Writing for the Weekly World News was never my full-time gig until I started running the brand in 2019. The pitch meetings I had as a screenwriter helped get me on the current path with the brand. Execs would ask about other projects of mine, and that’s when I’d discuss my work for Weekly World News. They would always smile and tell stories about Bat Boy, the different headlines, and the universe of characters. There was excitement about creating a film or a television show based on the WWN universe. Hearing executives talk about the value in the Weekly World News universe reignited my passion for bringing the entire WWN universe to the world. I began pitching many properties from Weekly World News to different Hollywood production companies. After several years we are now making deals to get WWN characters and stories on TV, film, and podcasts.
When you reflect on all your years writing for the paper, what kind of personality does it take to last as long with the Weekly World News as you have?
You have to have a great imagination; you need to be open to notes and take criticism. Above all, you need to be a thinker. Think about things in different ways and from different angles. Take this example: is the earth round, or is the earth flat? Everyone says the earth is round except those in the Flat Earth Society, for whom many things are crazy! HOWEVER, maybe it is both flat and round. Perhaps the earth is like a living, breathing organism. You need to think outside the box here, be a good writer, constantly create, and more importantly, you need a strong work ethic. You have to write many articles; you have to wake up each day and generate new ideas. Many people have tried to write for Weekly World News, and the usual pattern from most of them is that they write a lot of articles for a short time and then run out of gas. The ones who stay are team players, funny, and consistent. That’s what I’m looking for.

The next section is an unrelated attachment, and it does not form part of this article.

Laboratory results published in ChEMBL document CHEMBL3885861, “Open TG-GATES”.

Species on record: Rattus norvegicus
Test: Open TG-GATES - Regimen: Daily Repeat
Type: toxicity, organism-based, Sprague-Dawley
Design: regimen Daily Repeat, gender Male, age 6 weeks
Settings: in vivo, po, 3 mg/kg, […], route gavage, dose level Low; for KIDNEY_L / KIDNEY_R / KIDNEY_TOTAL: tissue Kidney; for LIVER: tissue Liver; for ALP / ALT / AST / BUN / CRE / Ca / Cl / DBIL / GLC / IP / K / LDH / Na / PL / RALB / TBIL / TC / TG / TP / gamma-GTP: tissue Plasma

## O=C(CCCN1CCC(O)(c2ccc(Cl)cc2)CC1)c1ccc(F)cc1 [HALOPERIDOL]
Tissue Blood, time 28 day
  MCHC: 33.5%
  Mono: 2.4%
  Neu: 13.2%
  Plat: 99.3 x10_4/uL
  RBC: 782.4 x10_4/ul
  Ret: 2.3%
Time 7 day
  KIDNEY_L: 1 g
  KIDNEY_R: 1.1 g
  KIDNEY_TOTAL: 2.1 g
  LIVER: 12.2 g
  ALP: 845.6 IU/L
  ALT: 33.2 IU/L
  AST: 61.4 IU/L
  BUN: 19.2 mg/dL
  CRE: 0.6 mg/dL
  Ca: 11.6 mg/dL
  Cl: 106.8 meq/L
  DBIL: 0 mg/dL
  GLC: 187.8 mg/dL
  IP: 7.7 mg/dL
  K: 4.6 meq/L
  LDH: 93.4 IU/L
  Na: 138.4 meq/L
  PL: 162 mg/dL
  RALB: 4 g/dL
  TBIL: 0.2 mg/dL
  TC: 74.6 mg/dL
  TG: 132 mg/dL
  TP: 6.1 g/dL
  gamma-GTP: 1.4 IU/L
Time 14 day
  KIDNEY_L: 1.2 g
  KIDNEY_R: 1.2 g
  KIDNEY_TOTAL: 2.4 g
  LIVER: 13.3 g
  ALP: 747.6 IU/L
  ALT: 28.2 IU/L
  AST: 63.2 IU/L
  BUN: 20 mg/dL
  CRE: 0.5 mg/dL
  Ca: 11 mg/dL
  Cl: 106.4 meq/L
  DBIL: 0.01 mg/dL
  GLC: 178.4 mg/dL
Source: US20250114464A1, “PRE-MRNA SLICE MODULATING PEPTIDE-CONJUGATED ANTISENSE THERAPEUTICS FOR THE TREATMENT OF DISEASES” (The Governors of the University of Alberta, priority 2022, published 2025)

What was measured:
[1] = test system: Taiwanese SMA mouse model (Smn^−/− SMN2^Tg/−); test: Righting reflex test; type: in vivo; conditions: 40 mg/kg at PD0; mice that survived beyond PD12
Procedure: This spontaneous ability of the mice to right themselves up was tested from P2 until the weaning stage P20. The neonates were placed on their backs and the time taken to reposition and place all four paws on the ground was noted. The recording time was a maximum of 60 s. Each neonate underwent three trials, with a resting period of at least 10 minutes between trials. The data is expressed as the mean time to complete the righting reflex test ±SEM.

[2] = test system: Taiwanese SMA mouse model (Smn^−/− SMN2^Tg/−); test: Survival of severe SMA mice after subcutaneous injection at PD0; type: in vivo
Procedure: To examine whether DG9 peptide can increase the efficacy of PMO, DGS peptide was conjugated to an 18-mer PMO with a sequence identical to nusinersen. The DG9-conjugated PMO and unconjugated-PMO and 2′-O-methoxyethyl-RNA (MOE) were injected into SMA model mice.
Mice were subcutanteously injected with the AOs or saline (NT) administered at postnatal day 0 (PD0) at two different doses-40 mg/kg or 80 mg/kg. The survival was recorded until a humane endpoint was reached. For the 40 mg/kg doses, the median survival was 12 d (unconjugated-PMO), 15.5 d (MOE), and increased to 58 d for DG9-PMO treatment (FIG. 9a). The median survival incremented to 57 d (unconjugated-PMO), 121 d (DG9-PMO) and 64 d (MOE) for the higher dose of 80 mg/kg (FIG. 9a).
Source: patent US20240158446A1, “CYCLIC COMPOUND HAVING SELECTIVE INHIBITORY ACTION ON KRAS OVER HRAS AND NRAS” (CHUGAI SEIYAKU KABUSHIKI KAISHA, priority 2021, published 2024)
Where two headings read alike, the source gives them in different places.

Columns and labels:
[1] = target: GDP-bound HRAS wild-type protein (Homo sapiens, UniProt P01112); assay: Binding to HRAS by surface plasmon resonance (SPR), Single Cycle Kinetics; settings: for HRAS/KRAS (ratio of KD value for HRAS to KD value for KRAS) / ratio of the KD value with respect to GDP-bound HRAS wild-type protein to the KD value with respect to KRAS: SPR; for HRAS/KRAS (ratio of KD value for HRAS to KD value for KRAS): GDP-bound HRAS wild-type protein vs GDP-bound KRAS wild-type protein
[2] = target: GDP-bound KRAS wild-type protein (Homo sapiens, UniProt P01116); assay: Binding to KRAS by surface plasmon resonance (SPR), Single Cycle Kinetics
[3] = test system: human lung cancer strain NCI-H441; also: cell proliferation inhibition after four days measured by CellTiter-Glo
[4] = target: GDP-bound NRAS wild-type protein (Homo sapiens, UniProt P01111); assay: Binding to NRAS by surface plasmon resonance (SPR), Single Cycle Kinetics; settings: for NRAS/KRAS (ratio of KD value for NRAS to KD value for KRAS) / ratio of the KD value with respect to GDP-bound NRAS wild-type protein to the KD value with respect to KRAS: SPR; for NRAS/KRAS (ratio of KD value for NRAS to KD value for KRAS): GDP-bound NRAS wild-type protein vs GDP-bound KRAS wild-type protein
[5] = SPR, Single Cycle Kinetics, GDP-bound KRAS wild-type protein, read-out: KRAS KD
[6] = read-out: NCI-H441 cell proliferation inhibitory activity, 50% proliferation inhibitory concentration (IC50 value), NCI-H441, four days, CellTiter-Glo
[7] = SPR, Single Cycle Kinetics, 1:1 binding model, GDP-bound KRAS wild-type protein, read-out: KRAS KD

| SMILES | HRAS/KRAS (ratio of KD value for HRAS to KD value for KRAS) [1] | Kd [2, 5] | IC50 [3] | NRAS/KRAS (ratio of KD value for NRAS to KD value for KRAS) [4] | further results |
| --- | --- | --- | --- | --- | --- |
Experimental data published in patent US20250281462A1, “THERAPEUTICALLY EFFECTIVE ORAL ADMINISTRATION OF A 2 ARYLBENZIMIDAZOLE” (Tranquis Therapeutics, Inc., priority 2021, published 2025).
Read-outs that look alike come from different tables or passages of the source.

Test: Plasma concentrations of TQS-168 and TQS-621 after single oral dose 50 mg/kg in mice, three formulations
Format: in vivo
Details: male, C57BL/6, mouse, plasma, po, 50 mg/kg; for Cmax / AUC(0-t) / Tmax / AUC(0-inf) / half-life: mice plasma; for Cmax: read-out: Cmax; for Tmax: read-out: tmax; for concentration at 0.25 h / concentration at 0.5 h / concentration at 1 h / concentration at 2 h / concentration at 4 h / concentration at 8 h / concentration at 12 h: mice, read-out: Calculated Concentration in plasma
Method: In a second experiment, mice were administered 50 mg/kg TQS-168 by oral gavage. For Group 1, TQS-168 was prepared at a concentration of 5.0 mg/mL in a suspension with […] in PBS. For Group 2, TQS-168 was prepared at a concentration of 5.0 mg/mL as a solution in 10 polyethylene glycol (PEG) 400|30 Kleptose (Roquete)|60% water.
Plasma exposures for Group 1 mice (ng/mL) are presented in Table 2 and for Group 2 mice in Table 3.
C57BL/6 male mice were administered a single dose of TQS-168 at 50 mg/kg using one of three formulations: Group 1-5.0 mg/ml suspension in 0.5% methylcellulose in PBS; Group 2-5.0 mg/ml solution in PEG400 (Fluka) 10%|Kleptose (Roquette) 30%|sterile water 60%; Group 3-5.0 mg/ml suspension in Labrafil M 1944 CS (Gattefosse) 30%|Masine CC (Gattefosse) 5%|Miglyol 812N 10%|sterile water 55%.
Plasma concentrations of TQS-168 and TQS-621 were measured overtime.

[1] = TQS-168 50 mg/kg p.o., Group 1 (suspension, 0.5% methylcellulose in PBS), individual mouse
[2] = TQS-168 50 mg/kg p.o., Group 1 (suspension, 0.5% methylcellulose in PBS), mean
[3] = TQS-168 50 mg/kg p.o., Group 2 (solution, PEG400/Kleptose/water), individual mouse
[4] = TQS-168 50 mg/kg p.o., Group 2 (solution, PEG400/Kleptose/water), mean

Can you describe the various cultural changes throughout your time working there and what did you want to bring back to the fold, now that you’re running the show?
I want to go back to the original vibe of Weekly World News, a room of four to five like-minded writers and editors who share ideas and decide what stories we want to focus on. We currently have writer meetings twice a week, usually via Zoom, and we bounce ideas and stories off each other. I want to bring back that camaraderie among writers; that’s my goal. I want to diversify our writing team and bring different viewpoints and backgrounds into the mix for cultural purposes. Satire publications tend to be staffed by a majority of white writers; I don’t want that. I’m not saying this simply because diversity is the buzzword these days; I want WWN to reflect the current world we live in. WWN has changed a good deal since it started in 1979, and I want different voices with a consistent ability to write every day, come up with many other ideas, and be funny.
When and how did you know that 2019 was the right time to relaunch Weekly World News? Were there any insights from long-time readers here and abroad that were asking about the tabloid's status and what information did you find out about readership and demand where it only made sense to go back in print and get the word out?